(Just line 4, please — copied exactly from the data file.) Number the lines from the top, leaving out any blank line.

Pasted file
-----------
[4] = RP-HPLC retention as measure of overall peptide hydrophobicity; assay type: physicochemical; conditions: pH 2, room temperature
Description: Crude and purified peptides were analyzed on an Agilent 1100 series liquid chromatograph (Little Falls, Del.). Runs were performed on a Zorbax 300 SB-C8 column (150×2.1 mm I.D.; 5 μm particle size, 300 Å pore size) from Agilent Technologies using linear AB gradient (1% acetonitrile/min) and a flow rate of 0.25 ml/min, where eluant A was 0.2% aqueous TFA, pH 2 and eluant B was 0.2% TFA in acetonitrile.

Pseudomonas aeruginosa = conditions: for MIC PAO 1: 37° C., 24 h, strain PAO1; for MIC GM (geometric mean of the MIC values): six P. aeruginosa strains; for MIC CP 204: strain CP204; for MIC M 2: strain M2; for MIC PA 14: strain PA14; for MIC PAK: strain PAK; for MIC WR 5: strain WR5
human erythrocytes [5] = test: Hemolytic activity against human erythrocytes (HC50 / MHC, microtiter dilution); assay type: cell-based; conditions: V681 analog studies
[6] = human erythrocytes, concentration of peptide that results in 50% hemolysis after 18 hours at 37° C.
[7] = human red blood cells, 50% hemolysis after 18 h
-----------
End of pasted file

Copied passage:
human erythrocytes [5] = test: Hemolytic activity against human erythrocytes (HC50 / MHC, microtiter dilution); assay type: cell-based; conditions: V681 analog studies